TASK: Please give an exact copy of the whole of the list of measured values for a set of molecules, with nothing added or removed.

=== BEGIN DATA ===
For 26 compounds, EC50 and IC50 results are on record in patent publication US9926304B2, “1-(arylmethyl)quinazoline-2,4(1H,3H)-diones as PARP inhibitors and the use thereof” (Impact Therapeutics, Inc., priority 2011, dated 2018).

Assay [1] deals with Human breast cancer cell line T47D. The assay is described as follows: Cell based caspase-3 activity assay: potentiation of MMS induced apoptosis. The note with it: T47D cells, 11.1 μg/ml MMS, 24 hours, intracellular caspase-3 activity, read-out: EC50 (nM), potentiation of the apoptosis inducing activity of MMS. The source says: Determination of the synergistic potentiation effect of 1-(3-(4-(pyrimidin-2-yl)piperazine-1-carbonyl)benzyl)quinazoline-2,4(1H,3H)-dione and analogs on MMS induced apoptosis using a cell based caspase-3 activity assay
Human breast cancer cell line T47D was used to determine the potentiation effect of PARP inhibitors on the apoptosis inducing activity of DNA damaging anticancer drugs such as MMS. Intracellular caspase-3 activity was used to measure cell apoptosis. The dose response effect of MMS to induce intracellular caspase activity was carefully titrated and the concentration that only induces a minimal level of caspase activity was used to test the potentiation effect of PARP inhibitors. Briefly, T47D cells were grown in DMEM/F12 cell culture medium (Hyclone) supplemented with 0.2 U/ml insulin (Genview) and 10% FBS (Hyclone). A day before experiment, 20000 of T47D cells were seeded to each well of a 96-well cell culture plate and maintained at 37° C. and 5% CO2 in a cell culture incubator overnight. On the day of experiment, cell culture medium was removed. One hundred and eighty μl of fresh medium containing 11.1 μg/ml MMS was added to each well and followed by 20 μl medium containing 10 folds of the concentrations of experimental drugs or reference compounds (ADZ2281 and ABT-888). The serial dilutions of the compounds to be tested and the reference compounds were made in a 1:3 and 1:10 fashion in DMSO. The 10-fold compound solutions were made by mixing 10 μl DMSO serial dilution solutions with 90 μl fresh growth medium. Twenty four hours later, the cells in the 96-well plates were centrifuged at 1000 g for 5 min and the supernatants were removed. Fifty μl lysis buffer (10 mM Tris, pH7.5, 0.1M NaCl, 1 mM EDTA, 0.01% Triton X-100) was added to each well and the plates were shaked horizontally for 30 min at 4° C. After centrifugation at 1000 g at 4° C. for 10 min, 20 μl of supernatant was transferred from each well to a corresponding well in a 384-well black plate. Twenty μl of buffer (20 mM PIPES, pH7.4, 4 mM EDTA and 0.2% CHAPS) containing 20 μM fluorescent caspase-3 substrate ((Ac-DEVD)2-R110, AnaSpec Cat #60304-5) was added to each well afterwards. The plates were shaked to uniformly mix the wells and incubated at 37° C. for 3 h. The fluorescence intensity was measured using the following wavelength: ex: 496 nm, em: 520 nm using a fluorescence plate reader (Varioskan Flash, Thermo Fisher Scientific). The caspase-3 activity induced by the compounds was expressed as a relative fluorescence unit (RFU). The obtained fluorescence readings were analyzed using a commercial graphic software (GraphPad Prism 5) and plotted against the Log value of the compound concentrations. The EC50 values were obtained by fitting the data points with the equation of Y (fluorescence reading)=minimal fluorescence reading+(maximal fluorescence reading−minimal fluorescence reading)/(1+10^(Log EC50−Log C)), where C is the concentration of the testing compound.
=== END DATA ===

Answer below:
For 26 compounds, EC50 and IC50 results are on record in patent publication US9926304B2, “1-(arylmethyl)quinazoline-2,4(1H,3H)-diones as PARP inhibitors and the use thereof” (Impact Therapeutics, Inc., priority 2011, dated 2018).

Assay [1] deals with Human breast cancer cell line T47D. The assay is described as follows: Cell based caspase-3 activity assay: potentiation of MMS induced apoptosis. The note with it: T47D cells, 11.1 μg/ml MMS, 24 hours, intracellular caspase-3 activity, read-out: EC50 (nM), potentiation of the apoptosis inducing activity of MMS. The source says: Determination of the synergistic potentiation effect of 1-(3-(4-(pyrimidin-2-yl)piperazine-1-carbonyl)benzyl)quinazoline-2,4(1H,3H)-dione and analogs on MMS induced apoptosis using a cell based caspase-3 activity assay
Human breast cancer cell line T47D was used to determine the potentiation effect of PARP inhibitors on the apoptosis inducing activity of DNA damaging anticancer drugs such as MMS. Intracellular caspase-3 activity was used to measure cell apoptosis. The dose response effect of MMS to induce intracellular caspase activity was carefully titrated and the concentration that only induces a minimal level of caspase activity was used to test the potentiation effect of PARP inhibitors. Briefly, T47D cells were grown in DMEM/F12 cell culture medium (Hyclone) supplemented with 0.2 U/ml insulin (Genview) and 10% FBS (Hyclone). A day before experiment, 20000 of T47D cells were seeded to each well of a 96-well cell culture plate and maintained at 37° C. and 5% CO2 in a cell culture incubator overnight. On the day of experiment, cell culture medium was removed. One hundred and eighty μl of fresh medium containing 11.1 μg/ml MMS was added to each well and followed by 20 μl medium containing 10 folds of the concentrations of experimental drugs or reference compounds (ADZ2281 and ABT-888). The serial dilutions of the compounds to be tested and the reference compounds were made in a 1:3 and 1:10 fashion in DMSO. The 10-fold compound solutions were made by mixing 10 μl DMSO serial dilution solutions with 90 μl fresh growth medium. Twenty four hours later, the cells in the 96-well plates were centrifuged at 1000 g for 5 min and the supernatants were removed. Fifty μl lysis buffer (10 mM Tris, pH7.5, 0.1M NaCl, 1 mM EDTA, 0.01% Triton X-100) was added to each well and the plates were shaked horizontally for 30 min at 4° C. After centrifugation at 1000 g at 4° C. for 10 min, 20 μl of supernatant was transferred from each well to a corresponding well in a 384-well black plate. Twenty μl of buffer (20 mM PIPES, pH7.4, 4 mM EDTA and 0.2% CHAPS) containing 20 μM fluorescent caspase-3 substrate ((Ac-DEVD)2-R110, AnaSpec Cat #60304-5) was added to each well afterwards. The plates were shaked to uniformly mix the wells and incubated at 37° C. for 3 h. The fluorescence intensity was measured using the following wavelength: ex: 496 nm, em: 520 nm using a fluorescence plate reader (Varioskan Flash, Thermo Fisher Scientific). The caspase-3 activity induced by the compounds was expressed as a relative fluorescence unit (RFU). The obtained fluorescence readings were analyzed using a commercial graphic software (GraphPad Prism 5) and plotted against the Log value of the compound concentrations. The EC50 values were obtained by fitting the data points with the equation of Y (fluorescence reading)=minimal fluorescence reading+(maximal fluorescence reading−minimal fluorescence reading)/(1+10^(Log EC50−Log C)), where C is the concentration of the testing compound.